But she continued, and as a result, Ivy is responsible for the harm that came to Lexi. I think all of you would agree that parents have to care. And in this case, a parent did…not…care. And as a result, the child was harmed. Now, there’s much more to this story, that we will discuss. You’re going to hear testimony about the statute of limitations, and the judge is going to instruct you as to the law. And you’re going to become aware that sad and as tragic as it may be, Holly has always known about her abuse, and the connection between it and her emotional challenges.

You’re going to hear from Holly’s first husband; he’s going to testify…

(Objection)

Neil Smith: Your honor, object based on spousal privilege, her husband cannot testify

Judge: It does sound like privileged communication counsel

Joel Taylor: Your honor I’m sure he was in Nebraska, which law are we applying?

Judge: Well, we’re applying Montana evidence law

Joel Taylor: Your honor, he can testify as to what she told him before they were married

Judge: Let’s not get into..

According to Watchtower, the victims’ stories were grossly exaggerated, like a 10-pound pike growing to 60 pounds     © http://internationalfishingnews.blogspot.com

Joel Taylor: You will hear evidence that Holly has always known about the connection between her abuse and her emotional damages…  Even if you could come up with some type of claim at law, the statute of limitations has long since expired. So, pay attention for those details. Just allow yourself to hear the whole truth, and as you sit there right now,ask yourself, how much did I just learn that the plaintiffs did not tell me. Ask yourself that. Because you will hear more, because we’re determined to tell you the whole truth, the pike really was just ten pounds.

And then you will see, that neither Thompson Falls, Christian Congregation of Jehovah’s Witnesses, nor Watchtower, is liable for the injuries that these plaintiffs have sustained.”

By mid-afternoon, Monday, September 24th, the selection of a jury, along with opening statements from both sides was complete. The stage was set for the remainder of the trial. As the burden of evidence lay with the plaintiff, their witnesses were called first. The first witness to be called was Watchtower representative Doug Chappel.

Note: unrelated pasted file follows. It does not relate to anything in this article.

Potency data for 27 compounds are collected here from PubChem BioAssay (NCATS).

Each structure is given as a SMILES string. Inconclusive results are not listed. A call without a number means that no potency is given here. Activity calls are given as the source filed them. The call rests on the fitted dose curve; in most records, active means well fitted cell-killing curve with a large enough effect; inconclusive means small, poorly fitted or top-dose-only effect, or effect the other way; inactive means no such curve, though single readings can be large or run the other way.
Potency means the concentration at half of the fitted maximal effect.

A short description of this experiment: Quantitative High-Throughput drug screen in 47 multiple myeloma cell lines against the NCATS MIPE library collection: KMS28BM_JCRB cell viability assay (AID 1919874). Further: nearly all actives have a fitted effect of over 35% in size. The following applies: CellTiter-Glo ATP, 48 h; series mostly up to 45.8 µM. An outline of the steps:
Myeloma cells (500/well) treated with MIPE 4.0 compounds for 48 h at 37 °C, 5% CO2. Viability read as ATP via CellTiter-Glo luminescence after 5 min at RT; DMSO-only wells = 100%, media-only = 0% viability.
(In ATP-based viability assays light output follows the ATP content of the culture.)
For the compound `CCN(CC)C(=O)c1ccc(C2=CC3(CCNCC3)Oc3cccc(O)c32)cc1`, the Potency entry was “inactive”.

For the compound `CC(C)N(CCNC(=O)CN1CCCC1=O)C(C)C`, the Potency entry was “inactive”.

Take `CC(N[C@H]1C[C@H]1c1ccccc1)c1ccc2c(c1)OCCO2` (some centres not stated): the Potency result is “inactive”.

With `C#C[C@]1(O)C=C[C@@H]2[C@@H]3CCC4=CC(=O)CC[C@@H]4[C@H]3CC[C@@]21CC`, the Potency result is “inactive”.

Check back for future JW Survey articles for a detailed account of witness testimony and the ensuing jury verdict.

When laws are broken, lives are broken. 

 

 

 

 

 

 


Additional Media Coverage and reports:

https://missoulian.com/news/state-and-regional/montana-jehovah-s-witness-sex-abuse-case-underscores-church-s/article_fddc41e5-536b-5843-af30-200cc14892d8.html

https://www.dailymail.co.uk/news/article-6224251/Jury-awards-35-million-woman-says-Jehovahs-Witnesses-covered-sexual-abuse-child.html

https://www.nbcnews.com/news/us-news/35-million-verdict-puts-spotlight-insular-jehovah-s-witness-community-n914841

https://www.greatfallstribune.com/story/news/2018/09/27/montana-jury-jehovahs-witnesses-must-pay-34-m-abuse-survivor/1443995002/

http://www.spokesman.com/stories/2018/sep/27/jury-jehovahs-witnesses-must-pay-35m-to-abuse-surv/

https://m.washingtontimes.com/news/2018/sep/27/jury-jehovahs-witnesses-must-pay-34m-to-abuse-surv/

https://www.scledger.net/story/2018/09/27/news/35-million-judgment-in-jehovahs-witnesses-case/1823.html

https://nypost.com/2018/09/29/jehovahs-witnesses-must-pay-35m-to-sex-abuse-survivor/

https://helenair.com/news/state-and-regional/jehovah-s-witnesses-accused-of-mishandling-abuse-in-montana/article_094e6570-0ac2-59fe-9eb1-8068a6213b76.html

Jehovah’s Witnesses Must Pay $35 Million to Abuse Survivor

 

 

 

 

 

 

 

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74 Responses to Jehovah’s Witnesses Found Guilty of Malice And Negligence: Victim Awarded $35 Million in Montana Lawsuit

  1. david reece says:

    as a victim in australia i will state that they ignore what I say and think I will forget

    • Patrick says:

      Did you see that the Australian government have now apologized to victims. The Catholic Church did the same.
      Does this mean that the witnesses are the only ones not to apologize?

  2. shonaford says:

    I am very grateful for the insightful, respectful, empathetic and logical reports that John does. I wish that when these cases come up we are informed so that we can sit on the side of the victims and balance out the courthouse filled with very emotionally dead witnesses. Again thank you for the time you have devoted to let the rest of the world know what is happening.

  3. Phoenix says:

    Oh, how much the Watchtower lawyers like to minimize sexual abuse allegations! To them, the fish was just a minnow. :/

    I’m really glad that the jury could see through the propaganda and the spin of Watchtower. Child sexual abuse needs to be validated, and the court validated the abuse with their decision. Thank you @jwsurvey.org for covering the story! Bravo!

  4. david reece says:

    mormons owe me big time for abuses as a kid

  5. tranquillo says:

    Thank you John,
    it was worth the wait, very sad story that has to be made known. Brillant report.